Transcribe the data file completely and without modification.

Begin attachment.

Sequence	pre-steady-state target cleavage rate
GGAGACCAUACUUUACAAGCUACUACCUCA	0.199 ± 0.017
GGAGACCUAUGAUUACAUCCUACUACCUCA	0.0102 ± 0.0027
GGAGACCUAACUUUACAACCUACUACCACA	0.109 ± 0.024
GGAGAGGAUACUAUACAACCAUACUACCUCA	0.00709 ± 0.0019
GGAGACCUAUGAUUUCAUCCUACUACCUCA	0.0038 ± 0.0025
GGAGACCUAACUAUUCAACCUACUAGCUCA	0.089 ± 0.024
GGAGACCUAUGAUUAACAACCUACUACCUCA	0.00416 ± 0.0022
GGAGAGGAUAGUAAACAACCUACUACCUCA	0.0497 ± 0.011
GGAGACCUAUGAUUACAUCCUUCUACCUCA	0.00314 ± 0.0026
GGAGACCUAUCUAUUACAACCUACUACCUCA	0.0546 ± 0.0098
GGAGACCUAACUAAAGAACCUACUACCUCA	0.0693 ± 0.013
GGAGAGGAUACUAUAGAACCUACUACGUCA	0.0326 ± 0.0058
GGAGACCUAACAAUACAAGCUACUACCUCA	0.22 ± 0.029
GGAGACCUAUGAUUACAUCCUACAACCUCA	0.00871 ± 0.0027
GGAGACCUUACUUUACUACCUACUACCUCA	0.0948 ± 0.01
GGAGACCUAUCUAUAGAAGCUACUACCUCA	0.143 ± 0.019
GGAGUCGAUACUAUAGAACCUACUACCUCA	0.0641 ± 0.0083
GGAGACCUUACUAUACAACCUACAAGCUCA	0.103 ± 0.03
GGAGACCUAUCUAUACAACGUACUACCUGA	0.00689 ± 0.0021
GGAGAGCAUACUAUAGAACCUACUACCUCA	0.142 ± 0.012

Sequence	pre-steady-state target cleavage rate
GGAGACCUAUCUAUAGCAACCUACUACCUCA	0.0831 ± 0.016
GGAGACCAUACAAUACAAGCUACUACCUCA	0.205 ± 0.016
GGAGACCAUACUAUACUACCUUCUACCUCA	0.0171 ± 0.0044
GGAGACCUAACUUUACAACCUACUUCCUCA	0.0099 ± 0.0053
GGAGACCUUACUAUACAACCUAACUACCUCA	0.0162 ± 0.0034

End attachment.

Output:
Sequence	pre-steady-state target cleavage rate
GGAGACCAUACUUUACAAGCUACUACCUCA	0.199 ± 0.017
GGAGACCUAUGAUUACAUCCUACUACCUCA	0.0102 ± 0.0027
GGAGACCUAACUUUACAACCUACUACCACA	0.109 ± 0.024
GGAGAGGAUACUAUACAACCAUACUACCUCA	0.00709 ± 0.0019
GGAGACCUAUGAUUUCAUCCUACUACCUCA	0.0038 ± 0.0025
GGAGACCUAACUAUUCAACCUACUAGCUCA	0.089 ± 0.024
GGAGACCUAUGAUUAACAACCUACUACCUCA	0.00416 ± 0.0022
GGAGAGGAUAGUAAACAACCUACUACCUCA	0.0497 ± 0.011
GGAGACCUAUGAUUACAUCCUUCUACCUCA	0.00314 ± 0.0026
GGAGACCUAUCUAUUACAACCUACUACCUCA	0.0546 ± 0.0098
GGAGACCUAACUAAAGAACCUACUACCUCA	0.0693 ± 0.013
GGAGAGGAUACUAUAGAACCUACUACGUCA	0.0326 ± 0.0058
GGAGACCUAACAAUACAAGCUACUACCUCA	0.22 ± 0.029
GGAGACCUAUGAUUACAUCCUACAACCUCA	0.00871 ± 0.0027
GGAGACCUUACUUUACUACCUACUACCUCA	0.0948 ± 0.01
GGAGACCUAUCUAUAGAAGCUACUACCUCA	0.143 ± 0.019
GGAGUCGAUACUAUAGAACCUACUACCUCA	0.0641 ± 0.0083
GGAGACCUUACUAUACAACCUACAAGCUCA	0.103 ± 0.03
GGAGACCUAUCUAUACAACGUACUACCUGA	0.00689 ± 0.0021
GGAGAGCAUACUAUAGAACCUACUACCUCA	0.142 ± 0.012

Sequence	pre-steady-state target cleavage rate
GGAGACCUAUCUAUAGCAACCUACUACCUCA	0.0831 ± 0.016
GGAGACCAUACAAUACAAGCUACUACCUCA	0.205 ± 0.016
GGAGACCAUACUAUACUACCUUCUACCUCA	0.0171 ± 0.0044
GGAGACCUAACUUUACAACCUACUUCCUCA	0.0099 ± 0.0053
GGAGACCUUACUAUACAACCUAACUACCUCA	0.0162 ± 0.0034